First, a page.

Tuesday, August 14, 2012

Carl Davis, architect of Chicago soul, dies

Carl Davis, the record producer who invented Chicago soul and who was one of the truly great record men, has died aged 77. He was the man behind some of the greatest soul hits of the sixties by the likes of Gene Chandler, Major Lance, Jackie Wilson and the Chi-Lites and a lot more besides. His first production success was Gene Chandler's Duke of Earl in 1962 and he followed this up with a version of Stand By Me by Cassius Clay, as he then was. A series of hits by Major Lance followed in the mid sixties.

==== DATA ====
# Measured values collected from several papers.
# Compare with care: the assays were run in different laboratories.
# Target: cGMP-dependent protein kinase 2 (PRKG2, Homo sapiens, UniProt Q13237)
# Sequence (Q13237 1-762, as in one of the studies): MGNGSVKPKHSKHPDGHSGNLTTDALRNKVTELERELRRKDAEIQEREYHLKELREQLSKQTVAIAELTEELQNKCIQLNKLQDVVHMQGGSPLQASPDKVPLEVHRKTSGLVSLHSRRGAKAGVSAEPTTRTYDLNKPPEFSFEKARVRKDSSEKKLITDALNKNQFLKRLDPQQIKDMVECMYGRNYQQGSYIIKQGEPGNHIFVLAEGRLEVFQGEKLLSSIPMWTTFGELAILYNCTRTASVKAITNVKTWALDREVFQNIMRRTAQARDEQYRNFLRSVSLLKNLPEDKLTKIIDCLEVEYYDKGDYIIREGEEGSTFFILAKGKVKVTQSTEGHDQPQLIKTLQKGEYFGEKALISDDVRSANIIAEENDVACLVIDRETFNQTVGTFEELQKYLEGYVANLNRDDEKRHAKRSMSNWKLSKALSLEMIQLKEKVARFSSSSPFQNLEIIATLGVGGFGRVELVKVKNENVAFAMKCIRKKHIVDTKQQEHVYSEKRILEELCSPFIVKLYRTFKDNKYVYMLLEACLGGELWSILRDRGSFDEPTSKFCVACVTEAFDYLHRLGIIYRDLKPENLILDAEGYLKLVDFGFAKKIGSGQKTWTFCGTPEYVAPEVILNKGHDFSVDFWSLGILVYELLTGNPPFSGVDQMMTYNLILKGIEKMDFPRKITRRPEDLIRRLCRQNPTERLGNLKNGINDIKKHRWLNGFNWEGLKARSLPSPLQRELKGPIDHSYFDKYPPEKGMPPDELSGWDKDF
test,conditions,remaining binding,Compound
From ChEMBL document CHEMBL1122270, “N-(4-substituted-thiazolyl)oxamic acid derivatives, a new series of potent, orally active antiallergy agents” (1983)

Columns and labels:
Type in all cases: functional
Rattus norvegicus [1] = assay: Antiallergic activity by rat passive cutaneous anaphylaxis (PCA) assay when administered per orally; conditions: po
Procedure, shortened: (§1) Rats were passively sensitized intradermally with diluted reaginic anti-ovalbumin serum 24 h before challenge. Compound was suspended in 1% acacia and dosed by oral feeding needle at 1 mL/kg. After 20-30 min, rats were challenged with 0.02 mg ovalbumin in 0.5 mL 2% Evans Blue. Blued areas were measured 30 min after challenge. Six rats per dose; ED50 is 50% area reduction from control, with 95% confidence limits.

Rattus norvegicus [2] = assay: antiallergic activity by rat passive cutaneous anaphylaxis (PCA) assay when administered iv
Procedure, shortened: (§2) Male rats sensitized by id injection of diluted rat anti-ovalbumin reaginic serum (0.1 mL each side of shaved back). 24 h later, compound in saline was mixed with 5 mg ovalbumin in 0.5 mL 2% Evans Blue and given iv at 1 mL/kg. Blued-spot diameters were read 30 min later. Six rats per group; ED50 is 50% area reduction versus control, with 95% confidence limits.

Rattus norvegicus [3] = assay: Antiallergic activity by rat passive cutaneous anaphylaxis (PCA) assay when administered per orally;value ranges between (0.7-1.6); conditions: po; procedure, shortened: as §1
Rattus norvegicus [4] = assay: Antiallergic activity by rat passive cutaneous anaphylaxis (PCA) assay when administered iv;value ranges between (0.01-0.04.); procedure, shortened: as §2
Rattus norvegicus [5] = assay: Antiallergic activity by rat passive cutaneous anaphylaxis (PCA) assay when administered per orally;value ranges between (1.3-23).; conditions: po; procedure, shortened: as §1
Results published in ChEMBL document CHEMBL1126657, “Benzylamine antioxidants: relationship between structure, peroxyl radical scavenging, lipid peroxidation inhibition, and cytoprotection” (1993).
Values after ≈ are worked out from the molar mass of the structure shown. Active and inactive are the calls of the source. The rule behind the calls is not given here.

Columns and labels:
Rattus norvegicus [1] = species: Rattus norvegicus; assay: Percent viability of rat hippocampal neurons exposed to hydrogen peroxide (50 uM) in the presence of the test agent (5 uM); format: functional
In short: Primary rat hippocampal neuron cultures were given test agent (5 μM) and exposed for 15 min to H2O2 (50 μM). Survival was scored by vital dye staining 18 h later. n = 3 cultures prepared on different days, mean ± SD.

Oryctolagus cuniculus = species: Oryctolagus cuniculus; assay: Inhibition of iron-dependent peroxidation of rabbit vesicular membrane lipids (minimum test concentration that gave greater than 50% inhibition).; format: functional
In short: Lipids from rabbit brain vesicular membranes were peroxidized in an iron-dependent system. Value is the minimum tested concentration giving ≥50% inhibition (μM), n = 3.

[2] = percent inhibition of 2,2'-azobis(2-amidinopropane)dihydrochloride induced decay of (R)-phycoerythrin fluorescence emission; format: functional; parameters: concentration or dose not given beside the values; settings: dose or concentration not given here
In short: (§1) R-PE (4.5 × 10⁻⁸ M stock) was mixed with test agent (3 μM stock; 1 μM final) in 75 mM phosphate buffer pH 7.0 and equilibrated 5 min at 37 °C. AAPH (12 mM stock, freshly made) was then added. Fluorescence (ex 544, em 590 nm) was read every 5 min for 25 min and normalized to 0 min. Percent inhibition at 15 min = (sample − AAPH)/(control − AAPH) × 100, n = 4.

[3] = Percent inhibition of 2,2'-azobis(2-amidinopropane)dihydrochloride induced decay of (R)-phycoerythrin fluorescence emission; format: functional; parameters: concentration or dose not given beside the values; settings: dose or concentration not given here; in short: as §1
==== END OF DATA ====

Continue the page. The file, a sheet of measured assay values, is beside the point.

Davis joined up with Nat Tarnopol - later accused of defrauding his artists - and became head of Brunswick records and its subsidiary Dakar. He revived the career of Jackie Wilson with a series of big hits, including Higher and Higher, Whispers and the Sweetest Feeling using Motown backing artists, and had huge success with Barbara Acklin (Love Makes A Woman), and the Artistics (I'm Gonna Miss You). He also had numerous hits with the Chi-Lites, Gene Chandler, the Dells, Young-Holt and Tyrone Davis, and he went on to own the label. Other acts signed to Brunswick at the time included Billy Butler, Hamilton Bohannon, Erma Franklin, Lavern Baker and Little Richard. When Brunswick/Dakar closed in 1974 Davis set up Chi-Sound records and had further success with Walter Jackson, Gene Chandler (Get Down), The Dells and the Impressions.


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